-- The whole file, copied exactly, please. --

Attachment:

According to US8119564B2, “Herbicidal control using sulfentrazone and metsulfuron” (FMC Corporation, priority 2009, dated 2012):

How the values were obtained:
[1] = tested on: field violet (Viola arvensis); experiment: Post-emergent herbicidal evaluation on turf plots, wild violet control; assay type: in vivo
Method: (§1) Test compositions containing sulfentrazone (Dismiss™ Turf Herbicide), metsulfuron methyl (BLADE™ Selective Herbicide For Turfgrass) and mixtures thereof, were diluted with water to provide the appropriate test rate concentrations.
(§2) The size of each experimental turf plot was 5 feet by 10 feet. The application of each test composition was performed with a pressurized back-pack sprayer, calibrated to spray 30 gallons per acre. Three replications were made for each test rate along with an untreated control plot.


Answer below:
According to US8119564B2, “Herbicidal control using sulfentrazone and metsulfuron” (FMC Corporation, priority 2009, dated 2012):

How the values were obtained:
[1] = tested on: field violet (Viola arvensis); experiment: Post-emergent herbicidal evaluation on turf plots, wild violet control; assay type: in vivo
Method: (§1) Test compositions containing sulfentrazone (Dismiss™ Turf Herbicide), metsulfuron methyl (BLADE™ Selective Herbicide For Turfgrass) and mixtures thereof, were diluted with water to provide the appropriate test rate concentrations.
(§2) The size of each experimental turf plot was 5 feet by 10 feet. The application of each test composition was performed with a pressurized back-pack sprayer, calibrated to spray 30 gallons per acre. Three replications were made for each test rate along with an untreated control plot.